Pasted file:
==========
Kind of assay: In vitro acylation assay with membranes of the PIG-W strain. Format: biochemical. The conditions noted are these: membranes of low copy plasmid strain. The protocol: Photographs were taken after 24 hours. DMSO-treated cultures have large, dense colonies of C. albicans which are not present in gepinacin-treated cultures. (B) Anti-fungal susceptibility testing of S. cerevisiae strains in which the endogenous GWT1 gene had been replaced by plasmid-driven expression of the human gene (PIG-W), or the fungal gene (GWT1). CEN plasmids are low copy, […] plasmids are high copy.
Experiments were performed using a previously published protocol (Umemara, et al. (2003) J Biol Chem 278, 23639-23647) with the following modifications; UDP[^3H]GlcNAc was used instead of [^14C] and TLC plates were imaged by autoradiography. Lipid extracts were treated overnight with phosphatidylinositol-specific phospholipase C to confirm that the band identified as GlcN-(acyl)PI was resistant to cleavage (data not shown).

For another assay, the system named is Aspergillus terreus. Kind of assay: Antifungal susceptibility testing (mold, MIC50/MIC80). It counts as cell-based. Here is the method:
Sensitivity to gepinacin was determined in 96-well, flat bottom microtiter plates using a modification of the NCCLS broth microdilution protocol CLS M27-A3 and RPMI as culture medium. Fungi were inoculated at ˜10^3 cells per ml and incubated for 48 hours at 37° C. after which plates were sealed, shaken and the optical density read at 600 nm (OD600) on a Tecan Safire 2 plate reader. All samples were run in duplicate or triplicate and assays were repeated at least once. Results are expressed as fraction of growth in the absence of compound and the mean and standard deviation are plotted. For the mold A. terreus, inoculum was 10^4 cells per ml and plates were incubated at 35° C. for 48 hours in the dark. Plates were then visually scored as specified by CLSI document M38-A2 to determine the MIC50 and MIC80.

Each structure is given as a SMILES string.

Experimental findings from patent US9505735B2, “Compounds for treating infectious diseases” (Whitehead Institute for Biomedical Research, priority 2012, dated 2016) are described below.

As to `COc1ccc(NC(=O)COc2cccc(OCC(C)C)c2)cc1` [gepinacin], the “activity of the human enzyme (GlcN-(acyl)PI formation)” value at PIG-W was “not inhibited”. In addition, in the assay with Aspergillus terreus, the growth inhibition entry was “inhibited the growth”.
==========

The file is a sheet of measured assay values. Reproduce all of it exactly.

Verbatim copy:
Kind of assay: In vitro acylation assay with membranes of the PIG-W strain. Format: biochemical. The conditions noted are these: membranes of low copy plasmid strain. The protocol: Photographs were taken after 24 hours. DMSO-treated cultures have large, dense colonies of C. albicans which are not present in gepinacin-treated cultures. (B) Anti-fungal susceptibility testing of S. cerevisiae strains in which the endogenous GWT1 gene had been replaced by plasmid-driven expression of the human gene (PIG-W), or the fungal gene (GWT1). CEN plasmids are low copy, […] plasmids are high copy.
Experiments were performed using a previously published protocol (Umemara, et al. (2003) J Biol Chem 278, 23639-23647) with the following modifications; UDP[^3H]GlcNAc was used instead of [^14C] and TLC plates were imaged by autoradiography. Lipid extracts were treated overnight with phosphatidylinositol-specific phospholipase C to confirm that the band identified as GlcN-(acyl)PI was resistant to cleavage (data not shown).

For another assay, the system named is Aspergillus terreus. Kind of assay: Antifungal susceptibility testing (mold, MIC50/MIC80). It counts as cell-based. Here is the method:
Sensitivity to gepinacin was determined in 96-well, flat bottom microtiter plates using a modification of the NCCLS broth microdilution protocol CLS M27-A3 and RPMI as culture medium. Fungi were inoculated at ˜10^3 cells per ml and incubated for 48 hours at 37° C. after which plates were sealed, shaken and the optical density read at 600 nm (OD600) on a Tecan Safire 2 plate reader. All samples were run in duplicate or triplicate and assays were repeated at least once. Results are expressed as fraction of growth in the absence of compound and the mean and standard deviation are plotted. For the mold A. terreus, inoculum was 10^4 cells per ml and plates were incubated at 35° C. for 48 hours in the dark. Plates were then visually scored as specified by CLSI document M38-A2 to determine the MIC50 and MIC80.

Each structure is given as a SMILES string.

Experimental findings from patent US9505735B2, “Compounds for treating infectious diseases” (Whitehead Institute for Biomedical Research, priority 2012, dated 2016) are described below.

As to `COc1ccc(NC(=O)COc2cccc(OCC(C)C)c2)cc1` [gepinacin], the “activity of the human enzyme (GlcN-(acyl)PI formation)” value at PIG-W was “not inhibited”. In addition, in the assay with Aspergillus terreus, the growth inhibition entry was “inhibited the growth”.